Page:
A cup of imperfection, a tablespoon of laugher, and a pinch of debate – my family recipe for Thanksgiving

Author Jeanne Hussin and her mom, Shirley in 1968
Mom and me circa 1968 at our home in Baltimore

While I won’t be celebrating Thanksgiving as I did in the past, I sure have a lot of material to pull out of my memory banks. The memories feed my soul and make me feel joyful even when they were well shall I admit, less than perfect.

When I grew up, my mom, a young widow at age 39, was the master of ceremonies when it came to holiday celebrations. Aunts, uncles, cousins, and little kids gathered around the early American dining table in our home. It reminds me of one of those teeny tiny clown cars from the circus because when the dining table opened up, it seemed to fit far more people than you could reasonably imagine. I’m certain at one point, we served 20 at that table and I’m not sure how.

All the adults smoked. Looking back, I don’t how I was able to taste the food because even if you weren’t through eating, the cigarettes would come out while coffee was served. “I don’t care if it bothers you (referring to the plume of smoke), eat your dinner!” was my mother’s indignant response.  

My grandmother Mina, as we called her, was responsible for getting the turkey in the oven because she was always the early bird – no pun intended. She’d rise at 7 and the turkey was in the oven by 8 a.m.

According to my mother, 7 a.m. was in her words ‘the middle of the night.” A musician by trade, my mother believed there was nothing more barbaric than having to get up any time before 10 a.m. Heaven forbid anyone who called her before 10. She’d answer the phone with an angry syncopated tone sounding like a possessed Linda Blair from the movie the Exorcist. “Do YOUOOOOOOO KNOW WHAT TIME IT IS?” she’d yell before hanging up on the caller.

In true 70s fashion, my grandmother usually prepared food with her cigarette holder dangling out one side of her mouth. The cigarette holder featured a growing ash that seemed to be more than 6 inches in length which horrified even the chain smokers in our family. “Mom, for God’s sake, take that thing out of your mouth,” my mom Shirley shrieked. I’m certain that over the years, I ate my share of ash.

My younger brother who wore an artificial leg had an incredible sense of humor. He delighted the family crowd by tossing his artificial limb onto his plate while asking, “Does anybody want a leg?” With a laugh that could top that of any hyena, my Aunt Bette and my mom broke out with their loud cackles ensuring everyone around the table followed suit.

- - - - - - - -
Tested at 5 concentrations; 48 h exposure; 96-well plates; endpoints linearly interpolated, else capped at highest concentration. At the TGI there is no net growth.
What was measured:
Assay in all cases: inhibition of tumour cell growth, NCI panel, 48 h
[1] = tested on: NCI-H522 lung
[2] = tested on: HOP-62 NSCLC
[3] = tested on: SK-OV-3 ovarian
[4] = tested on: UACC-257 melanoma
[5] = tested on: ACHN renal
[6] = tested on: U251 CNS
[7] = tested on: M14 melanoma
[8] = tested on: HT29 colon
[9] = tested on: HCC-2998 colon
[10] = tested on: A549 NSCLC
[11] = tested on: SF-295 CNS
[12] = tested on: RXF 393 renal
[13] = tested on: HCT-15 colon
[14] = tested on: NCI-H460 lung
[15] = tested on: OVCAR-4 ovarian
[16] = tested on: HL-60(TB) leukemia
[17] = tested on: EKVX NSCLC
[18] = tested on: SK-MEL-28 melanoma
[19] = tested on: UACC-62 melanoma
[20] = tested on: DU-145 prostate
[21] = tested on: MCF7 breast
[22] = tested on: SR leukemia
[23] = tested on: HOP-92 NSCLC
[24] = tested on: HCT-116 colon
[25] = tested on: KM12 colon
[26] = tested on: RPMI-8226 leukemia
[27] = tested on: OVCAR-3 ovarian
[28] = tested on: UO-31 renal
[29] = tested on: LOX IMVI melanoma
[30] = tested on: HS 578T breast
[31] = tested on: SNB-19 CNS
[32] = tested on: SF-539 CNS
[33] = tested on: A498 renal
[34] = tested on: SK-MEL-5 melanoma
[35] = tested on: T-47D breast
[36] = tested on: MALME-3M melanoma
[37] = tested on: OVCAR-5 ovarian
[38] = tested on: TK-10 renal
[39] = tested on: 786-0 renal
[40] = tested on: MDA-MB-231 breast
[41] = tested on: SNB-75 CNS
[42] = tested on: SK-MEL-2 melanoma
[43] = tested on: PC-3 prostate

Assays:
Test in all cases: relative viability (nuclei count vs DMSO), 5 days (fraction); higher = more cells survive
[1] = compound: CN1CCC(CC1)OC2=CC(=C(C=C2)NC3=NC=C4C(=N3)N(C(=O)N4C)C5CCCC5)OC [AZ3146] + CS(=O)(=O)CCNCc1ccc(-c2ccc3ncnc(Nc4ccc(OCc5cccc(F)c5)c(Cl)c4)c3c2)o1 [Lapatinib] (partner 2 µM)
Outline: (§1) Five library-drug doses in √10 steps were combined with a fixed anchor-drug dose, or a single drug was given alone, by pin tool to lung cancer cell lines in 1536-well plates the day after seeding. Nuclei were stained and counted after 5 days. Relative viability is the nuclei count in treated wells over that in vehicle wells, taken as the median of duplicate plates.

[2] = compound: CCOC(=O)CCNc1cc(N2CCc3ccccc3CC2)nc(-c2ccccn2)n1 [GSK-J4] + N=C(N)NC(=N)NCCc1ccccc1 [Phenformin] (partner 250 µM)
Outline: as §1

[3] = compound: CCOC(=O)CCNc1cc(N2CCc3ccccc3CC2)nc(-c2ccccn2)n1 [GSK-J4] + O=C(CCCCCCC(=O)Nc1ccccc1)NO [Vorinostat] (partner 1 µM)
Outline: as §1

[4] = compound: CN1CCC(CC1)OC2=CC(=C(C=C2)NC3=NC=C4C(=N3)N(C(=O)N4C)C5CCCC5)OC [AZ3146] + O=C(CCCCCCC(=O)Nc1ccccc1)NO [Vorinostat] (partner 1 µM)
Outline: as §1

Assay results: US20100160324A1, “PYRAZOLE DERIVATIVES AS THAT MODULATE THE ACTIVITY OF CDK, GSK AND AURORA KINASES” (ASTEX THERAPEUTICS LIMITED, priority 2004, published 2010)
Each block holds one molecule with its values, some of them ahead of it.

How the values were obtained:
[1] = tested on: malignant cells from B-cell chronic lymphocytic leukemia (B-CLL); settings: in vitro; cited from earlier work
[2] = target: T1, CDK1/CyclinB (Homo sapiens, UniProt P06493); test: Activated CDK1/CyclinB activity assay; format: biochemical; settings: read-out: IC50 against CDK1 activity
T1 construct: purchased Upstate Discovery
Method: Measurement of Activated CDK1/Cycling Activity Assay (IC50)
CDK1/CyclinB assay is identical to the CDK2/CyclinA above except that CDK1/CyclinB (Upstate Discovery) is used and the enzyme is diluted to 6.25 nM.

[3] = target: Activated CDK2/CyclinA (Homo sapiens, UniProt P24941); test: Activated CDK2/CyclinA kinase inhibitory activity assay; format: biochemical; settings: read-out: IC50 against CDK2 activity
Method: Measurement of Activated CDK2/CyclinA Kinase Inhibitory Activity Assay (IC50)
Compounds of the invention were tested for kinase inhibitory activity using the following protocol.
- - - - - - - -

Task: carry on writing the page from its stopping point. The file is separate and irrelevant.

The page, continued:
Every Thanksgiving dinner ended with my mother at the piano even though she’d wait until enough family members begged her to play. She’d invite my Aunt Delores to accompany her and sing the same song every single year. It was Melancholy Baby made famous by Ella Fitzgerald. My aunt also balked at the suggestion that she perform until enough family members convinced her differently. “I don’t have a voice anymore,” she’d protest. She’d sing anyway and her gravelly pitched voice caused by many years of smoking still sounded somewhat rich and in key.  

I on the other hand, was asked to sing, though most times I sang off key. It didn’t matter because within the walls of our living room, my mother thought I was a star. My antics involved jumping on top of a chair and shaking like Charo, the famous Spanish American actress, singer and comedian. It seemed to be a crowd pleaser. The more frantic and exaggerated my movements, the more everyone laughed.

A football game was always playing. Between the sounds emanating from the modest television set and the cries of those watching it, the house decibel level was enough to cause temporary hearing loss. That didn’t include the arguments that were taking place in the other room at the dining table.

With her index finger pointing straight up and wildly shaking back and forth, Aunt Bette repeated the same phrase at least three times. “WAIT A MINUTE. WAIT A MINUTE. WAIT A MINUTE.” She’d say it very loudly with enough dramatic pause between each “wait a minute” to get the crowd to stop talking and listen to her point of view. I don’t think anyone every won a debate in my family. No one got personal. And it seemed there were never any harsh feelings after the points were made.

All the laugher, the arguments, the singing, the dancing, and the repeated rituals were something to look forward to, something to count on, and something to feel excited about. All these years later, I think about my family; ever single imperfect, beautiful one of them who are no longer with us. I think about how much they loved to laugh and how much they loved being around each other. Even when it meant a few ashes would fall, it was pure joy.

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